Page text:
Many diseases have been associated with common gene mutations, or single nucleotide polymorphisms (SNPs). But how well do SNPs or SNP combinations predict disease risk? Not very well at all, say scientists based at the University of Alberta. These scientists, led by David Wishart, PhD, the study’s senior author and a professor of biological sciences and computing science, suggest that disease risk could be better predicted by evaluating clinical, metabolite, or protein measures.

“It is becoming increasingly clear,” explained Wishart, “that the risks for getting most diseases arise from your metabolism, your environment, your lifestyle, or your exposure to various kinds of nutrients, chemicals, bacteria, or viruses.”

Notice that Wishart referred to most diseases. According to Wishart and colleagues, these include many cancers, diabetes, and Alzheimer’s. In fact, for such diseases, the genetic contribution to disease risk is just 5–10%. There are diseases, however, for which the genetic contribution is about 40–50%. These diseases include Crohn’s disease, celiac disease, and macular degeneration.

Wishart and colleagues derived these findings from the largest meta-analysis ever conducted. Basically, the scientists examined two decades of data from studies that examine the relationships between SNPs and different diseases and conditions. They presented their results in a paper that appeared December 5 in the journal PLOS One, in an article titled, “Assessing the performance of genome-wide association studies for predicting disease risk.”

“One of the most commonly used approaches to assess the performance of predictive biomarkers is to determine the area under the receiver-operator characteristic curve (AUROC),” the article’s authors wrote. “We have developed an R package called G-WIZ to generate ROC curves and calculate the AUROC using summary-level GWAS data.”

G-WIZ is designed to make the most of summary-level data, which is the only genome-wide association study (GWAS) data can be deposited in public repositories such as GWAS Central. The difficulty with summary-level data, however, is that it contains only study-wide averages, p-values, odds ratios, risk allele frequencies, and other summary statistics for the entire study population.

To get around this difficulty, G-WIZ combines population modeling with logistic regression (for risk prediction) to generate study-specific ROC curves and AUROC values. The idea is to enable the estimation of SNP heritability directly from summary level GWAS data.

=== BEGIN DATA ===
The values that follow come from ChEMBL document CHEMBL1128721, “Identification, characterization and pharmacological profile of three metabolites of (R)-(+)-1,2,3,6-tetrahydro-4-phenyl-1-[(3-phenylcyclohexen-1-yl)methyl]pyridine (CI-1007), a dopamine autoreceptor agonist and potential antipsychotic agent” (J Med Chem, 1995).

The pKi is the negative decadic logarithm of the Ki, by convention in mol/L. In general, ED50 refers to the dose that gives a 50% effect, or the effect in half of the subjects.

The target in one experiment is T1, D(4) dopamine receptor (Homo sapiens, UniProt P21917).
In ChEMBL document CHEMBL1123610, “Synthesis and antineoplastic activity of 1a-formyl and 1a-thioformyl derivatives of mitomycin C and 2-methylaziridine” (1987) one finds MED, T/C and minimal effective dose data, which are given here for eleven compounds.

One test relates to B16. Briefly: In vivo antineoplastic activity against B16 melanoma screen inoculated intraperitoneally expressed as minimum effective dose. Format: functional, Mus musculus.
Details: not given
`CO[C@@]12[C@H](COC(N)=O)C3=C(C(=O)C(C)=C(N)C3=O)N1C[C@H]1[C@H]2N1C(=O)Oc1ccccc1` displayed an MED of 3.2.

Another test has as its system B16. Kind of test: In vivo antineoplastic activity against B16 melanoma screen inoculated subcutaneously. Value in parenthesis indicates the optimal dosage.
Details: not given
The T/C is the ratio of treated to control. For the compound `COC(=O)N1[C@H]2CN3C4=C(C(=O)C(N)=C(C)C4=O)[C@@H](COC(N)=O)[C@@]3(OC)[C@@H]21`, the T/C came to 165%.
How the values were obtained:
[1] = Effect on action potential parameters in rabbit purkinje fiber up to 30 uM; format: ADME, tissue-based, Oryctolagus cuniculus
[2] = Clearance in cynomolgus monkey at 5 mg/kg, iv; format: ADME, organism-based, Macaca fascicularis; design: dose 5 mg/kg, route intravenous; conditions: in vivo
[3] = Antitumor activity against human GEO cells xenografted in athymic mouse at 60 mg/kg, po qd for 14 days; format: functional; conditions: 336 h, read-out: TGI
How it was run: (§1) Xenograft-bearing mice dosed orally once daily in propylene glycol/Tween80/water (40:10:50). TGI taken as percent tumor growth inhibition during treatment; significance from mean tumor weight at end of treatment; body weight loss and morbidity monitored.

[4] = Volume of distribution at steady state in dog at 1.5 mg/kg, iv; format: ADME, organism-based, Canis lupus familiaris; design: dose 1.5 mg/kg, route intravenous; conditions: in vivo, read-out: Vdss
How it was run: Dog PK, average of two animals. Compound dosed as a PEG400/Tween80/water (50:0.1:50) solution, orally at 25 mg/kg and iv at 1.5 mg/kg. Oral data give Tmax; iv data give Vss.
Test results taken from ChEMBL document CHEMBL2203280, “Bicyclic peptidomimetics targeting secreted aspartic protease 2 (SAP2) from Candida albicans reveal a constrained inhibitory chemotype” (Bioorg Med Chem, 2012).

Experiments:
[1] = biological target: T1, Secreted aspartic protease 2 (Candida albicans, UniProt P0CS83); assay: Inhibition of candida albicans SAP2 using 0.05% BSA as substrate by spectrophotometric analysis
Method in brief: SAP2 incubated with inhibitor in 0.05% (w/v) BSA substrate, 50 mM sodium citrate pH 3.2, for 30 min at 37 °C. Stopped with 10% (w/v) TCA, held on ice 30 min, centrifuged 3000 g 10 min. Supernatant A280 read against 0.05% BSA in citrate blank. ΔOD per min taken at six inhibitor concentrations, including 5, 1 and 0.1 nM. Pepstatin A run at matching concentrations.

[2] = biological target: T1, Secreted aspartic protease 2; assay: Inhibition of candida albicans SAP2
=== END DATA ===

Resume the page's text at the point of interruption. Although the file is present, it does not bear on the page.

“[We] used the summary level GWAS data from GWAS Central to determine the ROC curves and AUROC values for 569 different GWA studies spanning 219 different conditions,” the article’s authors detailed. “Using these data, we found a small number of GWA studies with SNP-derived risk predictors that have very high AUROCs (>0.75). On the other hand, the average GWA study produces a multi-SNP risk predictor with an AUROC of 0.55.”

In general, the study showed that the links between most human diseases and genetics are shaky at best. These findings fly in the face of many modern gene testing business models, which suggest that gene testing can accurately predict someone’s risk for disease.

“Simply put, DNA is not your destiny, and SNPs are duds for disease prediction,” declared Wishart. “The bottom line is that if you want to have an accurate measure of your health, your propensity for disease, or what you can do about it, it’s better to measure your metabolites, your microbes, or your proteins—not your genes.”

“This research also highlights the need to understand our environment and the safety or quality of our food, air, and water,” he added.

Wishart and colleagues pointed out that unlike most GWA studies, clinical, proteomic, and metabolomic studies involving marker identification rarely achieve p-values of <10−6 and they infrequently report the performance of their markers in terms of odds ratios. Instead, they elaborated, most marker-based clinical, proteomic, or metabolomic studies tend to combine multiple clinical or omic measures to generate multimarker risk predictors.

“In these studies, multimarker sensitivity, specificity, ROC curves, and/or AUROCs are routinely reported,” the article’s authors explained. “One way for the different omics communities to better understand the predictive or discriminative ability of GWAS data is to convert the reported SNP data into a more conventional biomarker reporting format. In particular, if multi-SNP biomarker data could be combined and converted into ROC or AUROC data, then a more direct comparison could be performed regarding the performance of SNPs for predicting disease risks relative to clinical, metabolite or protein biomarkers for the same conditions.”

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